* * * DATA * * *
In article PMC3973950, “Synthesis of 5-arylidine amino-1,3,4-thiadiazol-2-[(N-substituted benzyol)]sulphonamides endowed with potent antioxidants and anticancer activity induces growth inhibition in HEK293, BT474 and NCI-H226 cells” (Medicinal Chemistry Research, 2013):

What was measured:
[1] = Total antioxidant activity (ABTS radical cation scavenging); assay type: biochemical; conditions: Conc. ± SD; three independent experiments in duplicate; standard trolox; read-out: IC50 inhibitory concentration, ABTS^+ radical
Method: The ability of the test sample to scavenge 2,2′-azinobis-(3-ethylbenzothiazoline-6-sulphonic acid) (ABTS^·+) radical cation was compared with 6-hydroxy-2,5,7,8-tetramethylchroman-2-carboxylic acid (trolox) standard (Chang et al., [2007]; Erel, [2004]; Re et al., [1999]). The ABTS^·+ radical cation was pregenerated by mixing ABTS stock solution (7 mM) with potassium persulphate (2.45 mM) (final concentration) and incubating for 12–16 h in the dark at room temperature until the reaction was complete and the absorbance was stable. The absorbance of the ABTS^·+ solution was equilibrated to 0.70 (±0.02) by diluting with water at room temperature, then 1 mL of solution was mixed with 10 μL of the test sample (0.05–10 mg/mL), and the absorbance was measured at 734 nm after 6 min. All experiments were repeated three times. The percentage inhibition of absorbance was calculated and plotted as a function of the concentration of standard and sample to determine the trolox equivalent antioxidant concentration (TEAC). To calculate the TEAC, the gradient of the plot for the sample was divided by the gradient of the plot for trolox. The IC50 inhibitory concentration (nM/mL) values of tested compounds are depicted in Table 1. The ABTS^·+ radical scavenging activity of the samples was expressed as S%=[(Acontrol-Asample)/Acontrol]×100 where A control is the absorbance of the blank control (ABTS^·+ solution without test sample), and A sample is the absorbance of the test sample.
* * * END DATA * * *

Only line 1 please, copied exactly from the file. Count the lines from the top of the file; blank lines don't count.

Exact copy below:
In article PMC3973950, “Synthesis of 5-arylidine amino-1,3,4-thiadiazol-2-[(N-substituted benzyol)]sulphonamides endowed with potent antioxidants and anticancer activity induces growth inhibition in HEK293, BT474 and NCI-H226 cells” (Medicinal Chemistry Research, 2013):